A normal shoulder consists of three joints. These are the glenohumeral joint (which is the primary joint that moves our shoulder and is in the form of a ball and socket), the acromioclavicular joint, the sternoclavicular joint, and the scapulothoracic joints between the chest cavity and the shoulder blade.
The rotator cuff consists of four muscles that connect the shoulder blade to the arm bone. These muscles are called rotator cuffs since they surround this ball-and-socket joint in the form of a cuff. The rotator cuff muscles press the ball into the socket during shoulder movements and provide a stable platform for circular movements during this activity. Of these cuff muscles, the most commonly torn one is the supraspinatus muscle or tendon.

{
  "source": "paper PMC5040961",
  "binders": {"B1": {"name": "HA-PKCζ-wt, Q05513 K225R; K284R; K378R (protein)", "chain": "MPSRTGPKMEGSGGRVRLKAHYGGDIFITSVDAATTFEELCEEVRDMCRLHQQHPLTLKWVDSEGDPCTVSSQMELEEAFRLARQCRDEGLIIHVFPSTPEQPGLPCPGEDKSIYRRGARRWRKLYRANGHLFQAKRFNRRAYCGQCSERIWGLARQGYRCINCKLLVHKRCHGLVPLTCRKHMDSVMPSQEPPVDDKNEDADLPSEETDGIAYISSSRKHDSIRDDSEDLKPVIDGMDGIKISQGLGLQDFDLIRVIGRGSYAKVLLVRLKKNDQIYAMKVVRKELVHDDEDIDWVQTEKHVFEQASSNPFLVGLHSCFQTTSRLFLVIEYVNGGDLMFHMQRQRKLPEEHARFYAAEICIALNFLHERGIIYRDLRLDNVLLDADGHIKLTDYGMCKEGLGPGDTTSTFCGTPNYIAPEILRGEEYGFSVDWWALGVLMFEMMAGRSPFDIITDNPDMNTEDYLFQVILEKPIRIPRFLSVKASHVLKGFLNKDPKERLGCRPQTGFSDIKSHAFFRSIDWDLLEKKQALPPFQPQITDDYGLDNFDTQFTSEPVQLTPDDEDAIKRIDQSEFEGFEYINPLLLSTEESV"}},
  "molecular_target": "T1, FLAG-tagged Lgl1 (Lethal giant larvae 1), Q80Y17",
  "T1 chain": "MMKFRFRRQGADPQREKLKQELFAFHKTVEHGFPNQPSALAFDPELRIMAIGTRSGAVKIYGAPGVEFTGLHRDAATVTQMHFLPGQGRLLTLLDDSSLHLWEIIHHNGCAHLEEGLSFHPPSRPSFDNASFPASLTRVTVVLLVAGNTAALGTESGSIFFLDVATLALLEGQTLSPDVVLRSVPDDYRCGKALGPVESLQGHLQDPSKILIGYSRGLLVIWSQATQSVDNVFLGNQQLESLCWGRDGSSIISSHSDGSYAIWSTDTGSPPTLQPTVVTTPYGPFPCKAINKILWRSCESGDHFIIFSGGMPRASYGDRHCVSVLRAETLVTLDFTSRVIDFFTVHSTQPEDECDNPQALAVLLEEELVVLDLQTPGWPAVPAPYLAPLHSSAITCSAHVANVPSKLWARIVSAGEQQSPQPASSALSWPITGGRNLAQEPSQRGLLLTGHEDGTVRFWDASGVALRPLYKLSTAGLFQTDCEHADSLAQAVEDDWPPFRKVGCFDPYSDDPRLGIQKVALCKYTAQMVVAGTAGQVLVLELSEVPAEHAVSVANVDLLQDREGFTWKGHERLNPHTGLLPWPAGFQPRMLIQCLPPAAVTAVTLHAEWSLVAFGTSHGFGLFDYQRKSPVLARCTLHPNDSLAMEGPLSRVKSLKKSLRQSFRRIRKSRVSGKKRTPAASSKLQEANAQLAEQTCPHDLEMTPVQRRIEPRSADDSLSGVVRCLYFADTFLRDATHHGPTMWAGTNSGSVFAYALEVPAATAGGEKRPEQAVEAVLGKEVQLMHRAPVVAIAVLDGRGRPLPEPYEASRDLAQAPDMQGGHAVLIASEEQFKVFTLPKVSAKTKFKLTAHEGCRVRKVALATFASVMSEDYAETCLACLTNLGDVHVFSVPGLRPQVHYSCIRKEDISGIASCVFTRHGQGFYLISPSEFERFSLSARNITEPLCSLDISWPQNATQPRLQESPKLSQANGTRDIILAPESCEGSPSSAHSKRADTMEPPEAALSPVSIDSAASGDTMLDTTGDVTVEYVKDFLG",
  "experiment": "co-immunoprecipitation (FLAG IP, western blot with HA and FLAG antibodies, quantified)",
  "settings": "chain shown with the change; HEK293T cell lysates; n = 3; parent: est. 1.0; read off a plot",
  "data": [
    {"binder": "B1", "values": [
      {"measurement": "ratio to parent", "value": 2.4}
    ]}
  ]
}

The shoulder joint is the most mobile joint of our body in all directions. This motion capability also paves the way for shoulder dislocations.
The head of the shoulder is like a golf ballon a tee as shown below
In other words, we can think of the shoulder joint as a balloon kept in balance by a seal, which has a gap, and where the ball (larger) and the socket (smaller) are not compatible in size.